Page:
Starting a business may not be the easiest thing to do, but you can complicate things even more by making the wrong financial decisions, which will affect your business success. According to experts, approximately 20% of business start-ups fail within a year, and this is partly due to the common financial mistakes many start-up businesses make. So, are you a new business owner looking for ways to keep your company afloat? Then do not make the following money mistakes:
No business insurance
Many new business owners think insurance policies are only for already established and successful companies, but that is not necessarily the case. As early as you can, you should ensure that you give your assets the protective cover they need by purchasing business insurance. These are specially designed to protect you and your company against different kinds of costly possibilities, ranging from property destruction to litigation fees. All you need to do is find the right coverage policy with a reliable provider. Fortunately, there are several companies like State Farm that offer a wide range of insurance policies.
No budget for your business expenses
Although this might sound obvious, not creating a clear business budget will make it difficult to ride out those harsh financial waves that most start-ups go through. Creating a budget will help set a financial direction for your business, covering marketing, operations, administrative, and other expenses. Your budget will also help you exercise financial discipline, as it acts as a guide for determining what your priorities are in terms of business spending.
Not having an emergency source of funding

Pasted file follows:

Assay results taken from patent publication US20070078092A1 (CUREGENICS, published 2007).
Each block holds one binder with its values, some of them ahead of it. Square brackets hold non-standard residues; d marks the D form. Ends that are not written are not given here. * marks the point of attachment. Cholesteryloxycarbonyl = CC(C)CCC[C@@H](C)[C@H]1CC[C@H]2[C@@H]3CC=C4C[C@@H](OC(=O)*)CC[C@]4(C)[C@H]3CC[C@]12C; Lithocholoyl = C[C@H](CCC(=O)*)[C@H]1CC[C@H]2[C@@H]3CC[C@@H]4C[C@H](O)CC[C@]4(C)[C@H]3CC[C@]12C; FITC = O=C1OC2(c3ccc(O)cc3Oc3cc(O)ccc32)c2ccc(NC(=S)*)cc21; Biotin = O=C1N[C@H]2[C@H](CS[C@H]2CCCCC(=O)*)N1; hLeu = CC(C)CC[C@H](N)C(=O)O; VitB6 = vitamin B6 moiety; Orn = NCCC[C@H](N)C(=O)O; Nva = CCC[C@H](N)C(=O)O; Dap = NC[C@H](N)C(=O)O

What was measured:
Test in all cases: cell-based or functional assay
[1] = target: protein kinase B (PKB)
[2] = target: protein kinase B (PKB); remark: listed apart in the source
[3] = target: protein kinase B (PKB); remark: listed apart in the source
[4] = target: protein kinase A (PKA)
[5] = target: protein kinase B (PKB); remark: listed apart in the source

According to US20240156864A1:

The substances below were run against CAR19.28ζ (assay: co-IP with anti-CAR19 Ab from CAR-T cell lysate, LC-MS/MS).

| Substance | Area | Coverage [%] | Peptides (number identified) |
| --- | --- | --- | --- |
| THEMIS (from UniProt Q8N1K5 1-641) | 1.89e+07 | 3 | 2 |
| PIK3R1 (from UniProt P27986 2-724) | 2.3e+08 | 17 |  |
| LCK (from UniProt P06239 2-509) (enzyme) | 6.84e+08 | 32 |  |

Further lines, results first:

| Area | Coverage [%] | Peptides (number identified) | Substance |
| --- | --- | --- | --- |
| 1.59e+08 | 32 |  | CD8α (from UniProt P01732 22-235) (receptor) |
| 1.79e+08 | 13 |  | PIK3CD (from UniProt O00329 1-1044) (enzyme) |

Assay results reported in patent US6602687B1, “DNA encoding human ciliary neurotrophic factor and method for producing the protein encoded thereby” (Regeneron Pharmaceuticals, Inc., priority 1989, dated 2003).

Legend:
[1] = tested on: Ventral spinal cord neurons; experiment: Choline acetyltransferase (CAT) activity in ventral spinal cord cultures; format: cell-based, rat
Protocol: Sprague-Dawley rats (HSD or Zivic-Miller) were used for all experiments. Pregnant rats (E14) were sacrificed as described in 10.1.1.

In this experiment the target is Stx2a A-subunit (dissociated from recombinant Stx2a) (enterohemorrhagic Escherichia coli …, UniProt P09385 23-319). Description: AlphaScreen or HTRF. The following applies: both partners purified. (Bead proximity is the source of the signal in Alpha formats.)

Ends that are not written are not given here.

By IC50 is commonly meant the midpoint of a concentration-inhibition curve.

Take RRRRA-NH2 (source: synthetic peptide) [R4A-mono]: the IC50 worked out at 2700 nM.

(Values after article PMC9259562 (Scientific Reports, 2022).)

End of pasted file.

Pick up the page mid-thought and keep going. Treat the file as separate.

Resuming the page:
Beyond having a budget for your business, you should have some financial cushion for those unexpected moments. In addition to having a source of funding for emergencies, it is vital to save for lean times. Most start-up businesses do not start making profits for months or even years, and the company will need some finances to rely on before it starts breaking even. That means that it is best to have enough savings or some additional source of funds to support your start-up during its first months or years of operation. Many experts advise new business owners to have at least three months’ worth of funds in an emergency contingency fund. That will also cover certain extra expenses like delays in payment from clients.
Relying solely on others to manage your finances
Business start-ups usually have very manageable financial figures. Although it is not a bad idea to have an expert on your company’s money, it is crucial to regularly track the figures yourself. You do not need to spend a lot of time going through detailed documents of all financial transactions. Only going over some of your company’s monthly financial reports should be more than enough. The goal here is to have a clear understanding of your business’ financial direction. Focus on the invoices, amount of money in the bank, cash flow projections, and projected revenue.
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